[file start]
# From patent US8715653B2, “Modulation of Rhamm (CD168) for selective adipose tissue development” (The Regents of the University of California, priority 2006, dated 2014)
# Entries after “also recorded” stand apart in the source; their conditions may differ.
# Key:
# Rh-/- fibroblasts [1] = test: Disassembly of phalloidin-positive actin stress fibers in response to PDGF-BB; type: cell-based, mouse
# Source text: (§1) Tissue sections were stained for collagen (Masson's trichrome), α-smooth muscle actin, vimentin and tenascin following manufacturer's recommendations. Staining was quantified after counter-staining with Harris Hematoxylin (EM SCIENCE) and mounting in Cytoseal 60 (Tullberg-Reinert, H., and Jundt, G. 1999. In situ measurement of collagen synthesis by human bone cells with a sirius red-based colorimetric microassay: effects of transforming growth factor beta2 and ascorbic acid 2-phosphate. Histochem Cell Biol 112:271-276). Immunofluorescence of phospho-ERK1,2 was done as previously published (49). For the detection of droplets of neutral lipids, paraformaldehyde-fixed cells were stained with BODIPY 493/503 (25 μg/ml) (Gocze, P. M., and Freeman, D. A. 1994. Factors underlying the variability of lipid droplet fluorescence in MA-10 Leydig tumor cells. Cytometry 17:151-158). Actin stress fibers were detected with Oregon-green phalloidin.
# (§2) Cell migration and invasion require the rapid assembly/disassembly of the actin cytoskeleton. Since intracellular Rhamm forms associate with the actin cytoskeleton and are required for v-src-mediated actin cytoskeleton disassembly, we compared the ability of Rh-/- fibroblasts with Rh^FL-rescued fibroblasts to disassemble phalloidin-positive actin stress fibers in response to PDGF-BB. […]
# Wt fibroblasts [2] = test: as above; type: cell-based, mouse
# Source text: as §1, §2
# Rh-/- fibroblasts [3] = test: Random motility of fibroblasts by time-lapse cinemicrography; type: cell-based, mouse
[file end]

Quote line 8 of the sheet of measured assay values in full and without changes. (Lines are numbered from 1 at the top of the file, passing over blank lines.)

# Source text: as §1, §2